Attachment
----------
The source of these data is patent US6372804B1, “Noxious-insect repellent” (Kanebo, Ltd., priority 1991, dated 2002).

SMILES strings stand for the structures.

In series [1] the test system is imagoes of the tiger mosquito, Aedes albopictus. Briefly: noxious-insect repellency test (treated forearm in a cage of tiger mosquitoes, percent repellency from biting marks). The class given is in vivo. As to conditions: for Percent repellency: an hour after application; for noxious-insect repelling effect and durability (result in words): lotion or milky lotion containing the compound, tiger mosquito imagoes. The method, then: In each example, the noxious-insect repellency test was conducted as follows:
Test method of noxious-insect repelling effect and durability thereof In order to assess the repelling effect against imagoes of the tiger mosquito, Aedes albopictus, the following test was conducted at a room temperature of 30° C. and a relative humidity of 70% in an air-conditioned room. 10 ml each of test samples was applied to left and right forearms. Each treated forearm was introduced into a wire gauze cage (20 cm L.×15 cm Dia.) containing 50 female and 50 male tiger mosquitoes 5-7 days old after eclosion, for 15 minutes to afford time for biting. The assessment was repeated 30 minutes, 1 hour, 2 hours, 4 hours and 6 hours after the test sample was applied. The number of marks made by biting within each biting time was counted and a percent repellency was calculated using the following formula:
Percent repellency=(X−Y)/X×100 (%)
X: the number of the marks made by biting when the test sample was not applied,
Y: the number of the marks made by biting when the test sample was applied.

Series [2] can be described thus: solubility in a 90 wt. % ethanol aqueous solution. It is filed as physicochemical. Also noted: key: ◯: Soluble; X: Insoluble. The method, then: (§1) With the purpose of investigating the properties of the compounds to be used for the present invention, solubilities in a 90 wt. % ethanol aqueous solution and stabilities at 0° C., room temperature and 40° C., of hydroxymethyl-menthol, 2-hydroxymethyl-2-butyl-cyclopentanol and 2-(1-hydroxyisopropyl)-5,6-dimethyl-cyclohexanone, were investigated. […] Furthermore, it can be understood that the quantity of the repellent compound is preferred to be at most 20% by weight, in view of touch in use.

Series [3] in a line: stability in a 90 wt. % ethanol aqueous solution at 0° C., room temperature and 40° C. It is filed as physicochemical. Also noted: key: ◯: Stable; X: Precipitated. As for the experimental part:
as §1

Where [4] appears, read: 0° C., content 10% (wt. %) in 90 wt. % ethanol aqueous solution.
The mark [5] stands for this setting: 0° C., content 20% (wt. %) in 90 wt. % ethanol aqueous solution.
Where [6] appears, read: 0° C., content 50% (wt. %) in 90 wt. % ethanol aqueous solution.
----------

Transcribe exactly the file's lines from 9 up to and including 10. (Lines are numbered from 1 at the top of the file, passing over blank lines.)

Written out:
Series [3] in a line: stability in a 90 wt. % ethanol aqueous solution at 0° C., room temperature and 40° C. It is filed as physicochemical. Also noted: key: ◯: Stable; X: Precipitated. As for the experimental part:
as §1